Women of FATA: Victims of State and Culture (graphic content warning)

In FATA and Khyber Pakhtunkhwa, women have been “the principal victims of state policies to appease violent extremists”. Although, women in settled parts of state have opposed and on occasion overcome discriminatory practices in Pakistan (ICG 2015). Since the return of democracy in 2009, progressive legislation has been passed, often authored by women’s rights activists in federal and provincial legislatures who have benefited from quotas to increase women’s representation, however tribal women of FATA were ignored by the women legislators and activists. Recently, the new generation of educated tribal women and students have started raising voices against both cultural and state violence against women and children in FATA. The elimination of violence against women In Pakistan and specifically in FATA requires a broad based alliance in favour of multi-sectoral change. An important institutional base is required to drive the necessary action for gender equality beginning with the extension of the Ministry for Women’s Development to FATA. The National Plan of Action for the Advancement of Women needs to be adopted as soon as possible with or without merger plan. It stresses the eradication of poverty of women, emphasising health, education, violence against women and economic, political and social empowerment of women. The National Commission on the Status of Women (NCSW) was established in July 2000 by the Chief Executive of Pakistan. The main purpose behind this development was to make comprehensive strategies to end domestic violence and abuse against women, and to direct government to implement these strategies for long-term purposes (Human Rights Watch, 2004), however the representative from FATA is always inactive and chosen to remain silent on improving the lives of tribal women.
Since the 1980s, civil society groups have made efforts to address the issue of violence against women, both through the direct provision of services, and by making demands on government to eliminate the problem. From the 1990s on, funding became available for women’s rights work from international donors, interested in funding human rights and “women in development” programmes. But unfortunately, civil society activism in favour of women’s rights has been characterised as urban, elite and educated and ignored our rural tribal women. The movement to tackle violence against women in Pakistan has been led to date by feminist activists and women’s rights organisations. It has had some impact on central government decision-making. However, in case of tribal women, none of such activism help or assisted as it remained isolated from mainstream Pakistan. We demand an ordinance that shall extend all Pakistani laws that restricts every type of violence against women of FATA. We demand that immediate protection and relief shall be given to tribal women living in FATA, victim of state’s policies.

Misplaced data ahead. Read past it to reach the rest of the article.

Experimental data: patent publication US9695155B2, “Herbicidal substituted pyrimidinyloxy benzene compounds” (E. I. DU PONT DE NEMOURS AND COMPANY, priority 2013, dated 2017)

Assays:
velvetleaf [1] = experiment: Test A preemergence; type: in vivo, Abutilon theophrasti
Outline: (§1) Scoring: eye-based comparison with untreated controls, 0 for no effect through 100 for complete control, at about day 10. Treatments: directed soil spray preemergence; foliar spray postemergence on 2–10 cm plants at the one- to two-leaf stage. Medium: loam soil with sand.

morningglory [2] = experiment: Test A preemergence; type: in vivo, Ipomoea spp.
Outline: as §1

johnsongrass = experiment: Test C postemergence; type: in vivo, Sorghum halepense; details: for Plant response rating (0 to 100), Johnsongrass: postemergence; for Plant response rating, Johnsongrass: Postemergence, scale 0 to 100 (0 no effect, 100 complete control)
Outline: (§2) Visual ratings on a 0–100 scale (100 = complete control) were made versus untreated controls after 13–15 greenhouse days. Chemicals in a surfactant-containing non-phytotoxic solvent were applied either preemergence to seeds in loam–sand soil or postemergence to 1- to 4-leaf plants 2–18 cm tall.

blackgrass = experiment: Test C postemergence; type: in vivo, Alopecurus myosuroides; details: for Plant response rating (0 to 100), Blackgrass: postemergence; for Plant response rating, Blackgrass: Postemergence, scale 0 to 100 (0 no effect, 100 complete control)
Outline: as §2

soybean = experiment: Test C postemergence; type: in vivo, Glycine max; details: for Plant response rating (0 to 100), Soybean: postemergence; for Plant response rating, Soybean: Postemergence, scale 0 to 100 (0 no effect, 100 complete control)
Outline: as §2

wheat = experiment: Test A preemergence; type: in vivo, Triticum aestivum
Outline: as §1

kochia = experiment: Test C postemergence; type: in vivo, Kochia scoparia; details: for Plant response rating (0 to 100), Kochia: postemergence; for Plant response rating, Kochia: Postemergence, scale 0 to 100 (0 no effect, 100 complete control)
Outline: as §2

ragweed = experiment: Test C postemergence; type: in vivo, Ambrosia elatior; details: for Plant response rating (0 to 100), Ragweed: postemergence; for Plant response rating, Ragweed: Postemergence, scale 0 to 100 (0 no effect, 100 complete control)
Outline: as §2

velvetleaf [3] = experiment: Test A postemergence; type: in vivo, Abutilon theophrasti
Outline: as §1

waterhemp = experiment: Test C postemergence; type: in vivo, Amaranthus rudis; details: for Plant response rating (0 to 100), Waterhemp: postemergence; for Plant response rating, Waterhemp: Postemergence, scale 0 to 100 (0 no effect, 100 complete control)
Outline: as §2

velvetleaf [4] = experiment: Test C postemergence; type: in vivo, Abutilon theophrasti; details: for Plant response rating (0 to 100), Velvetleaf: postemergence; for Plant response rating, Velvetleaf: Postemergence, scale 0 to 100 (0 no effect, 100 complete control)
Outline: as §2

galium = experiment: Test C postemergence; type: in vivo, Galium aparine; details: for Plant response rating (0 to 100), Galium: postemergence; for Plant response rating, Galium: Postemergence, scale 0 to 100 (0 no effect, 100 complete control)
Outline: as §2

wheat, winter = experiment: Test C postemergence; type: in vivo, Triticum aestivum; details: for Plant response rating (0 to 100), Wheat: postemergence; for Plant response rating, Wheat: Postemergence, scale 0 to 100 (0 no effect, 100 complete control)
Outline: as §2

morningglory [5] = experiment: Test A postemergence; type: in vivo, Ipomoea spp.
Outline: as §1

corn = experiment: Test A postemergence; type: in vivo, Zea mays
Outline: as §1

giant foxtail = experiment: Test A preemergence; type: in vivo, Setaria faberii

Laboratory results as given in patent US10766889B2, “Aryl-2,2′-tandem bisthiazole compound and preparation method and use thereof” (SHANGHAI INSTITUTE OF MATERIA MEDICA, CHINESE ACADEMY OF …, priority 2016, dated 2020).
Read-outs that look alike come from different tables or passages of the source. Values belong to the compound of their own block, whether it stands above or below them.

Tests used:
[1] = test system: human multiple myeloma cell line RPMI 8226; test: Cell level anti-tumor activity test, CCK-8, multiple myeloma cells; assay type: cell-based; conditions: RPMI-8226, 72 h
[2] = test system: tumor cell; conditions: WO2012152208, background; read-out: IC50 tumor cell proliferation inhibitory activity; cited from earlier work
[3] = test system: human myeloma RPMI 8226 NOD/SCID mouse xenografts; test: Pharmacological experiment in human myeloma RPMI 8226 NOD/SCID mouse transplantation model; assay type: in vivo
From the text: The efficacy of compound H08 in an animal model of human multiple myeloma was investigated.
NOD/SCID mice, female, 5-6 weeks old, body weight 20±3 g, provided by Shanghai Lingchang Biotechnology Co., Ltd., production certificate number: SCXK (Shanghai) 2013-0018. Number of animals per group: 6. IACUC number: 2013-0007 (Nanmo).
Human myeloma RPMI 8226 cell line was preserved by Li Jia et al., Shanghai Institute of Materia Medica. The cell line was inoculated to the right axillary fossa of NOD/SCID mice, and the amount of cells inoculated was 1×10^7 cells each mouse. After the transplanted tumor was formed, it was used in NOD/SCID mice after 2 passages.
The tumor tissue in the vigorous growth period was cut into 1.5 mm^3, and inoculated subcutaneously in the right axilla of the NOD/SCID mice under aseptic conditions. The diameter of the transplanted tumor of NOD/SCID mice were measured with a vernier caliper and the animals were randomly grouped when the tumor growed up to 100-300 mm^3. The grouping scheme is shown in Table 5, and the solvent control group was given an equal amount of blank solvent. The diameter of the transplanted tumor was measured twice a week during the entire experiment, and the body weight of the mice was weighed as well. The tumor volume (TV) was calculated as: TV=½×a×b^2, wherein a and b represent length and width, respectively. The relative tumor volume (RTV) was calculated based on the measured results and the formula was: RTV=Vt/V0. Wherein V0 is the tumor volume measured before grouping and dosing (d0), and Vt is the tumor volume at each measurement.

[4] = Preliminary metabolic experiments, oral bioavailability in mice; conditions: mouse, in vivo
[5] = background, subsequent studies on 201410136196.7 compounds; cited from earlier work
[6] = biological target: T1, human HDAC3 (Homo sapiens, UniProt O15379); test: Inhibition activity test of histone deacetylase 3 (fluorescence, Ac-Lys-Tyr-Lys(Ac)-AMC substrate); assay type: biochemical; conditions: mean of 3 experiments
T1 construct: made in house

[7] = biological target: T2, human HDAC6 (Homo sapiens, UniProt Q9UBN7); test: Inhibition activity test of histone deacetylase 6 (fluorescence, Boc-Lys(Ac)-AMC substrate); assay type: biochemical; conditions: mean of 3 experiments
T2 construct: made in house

Views of Qabailee Khor on domestic violence in FATA 

کچھ ان کے نام جو کے رواج ریگولیشن کے حق میں ہیں جناب فاٹا میں ایک ماہ میں تین واقعات ہوے ایک لنڈی کوتل میں جب جرگے نے تیرہ سالہ لڑکی کو غیرت کے نام پر قتل کر دینے کا فیصلہ کیا دوسرا اورکزی میں لڑکا اور لڑکی کو غیرت کے نام پر قتل کردیا گیا اور پر سنٹرل کرم میں دیور نے بھابھی پر تیزاب پھینک دیا یہ وہ واقعات ہیں جو میڈیا کی مہربانی سے ہم تک پہنچے ہیں ایسے بہت سے واقعات کو دبا دیا جاتا ہے بتاو ہم عورتوں کے لیے ایف. سی.ار اور رواج ریگولیشن میں کیا فرق ہے کیا ہمیں باقی ملک کی طرح 73کے ائین اور قانون کی ضرورت نہیں کیا ہم نے اس ملک پر اپنے بیٹے قربان نہیں کیے.ہم نے سڑکوں پر بے سروسامانی میں بچوں کو نہیں جنا. کیا ہم نے کیمپوں کی سردی اور گرمی برداشت نہیں کی. کیا ہم ٹوٹے ہوے گھروں اور اجڑے علاقوں کو اباد کرنے کی تکلیف نہیں اٹھا رہے.کیا اس جنگ نے ہمیں نفسیاتی طور پر خوفزدہ نہیں کیا اور کیا کیا گنواوں بدلےمیں کیا ہم اپ جیسا قانون رکھنے کا حق نہیں رکھتے . ذرا سو چیے کل اپ کو تاریخ کن الفاظ میں یاد رکھے گی منجانب قبائلی خور نیٹ ورک

This picture is displayed for understanding that issues of FATA women should not be left at the mercy of ferocious and cruel cultural structures but state should provide protection to tribal women. Zahida Bibi of Dai Kalay, Central Kurram is a victim of domestic violence, which is rampant and acceptable in these areas. She like commodity was brought off with bride money and that transformed her into a property of in-laws. After her husband’s death, in-laws were forcing her to marry their other son, on refusal she was burnt down. This case was recorded as the brother of Zahida Bibi Gul Karim brought her to Khyber Teaching Hospital Peshawar. (Graphic content warning) 

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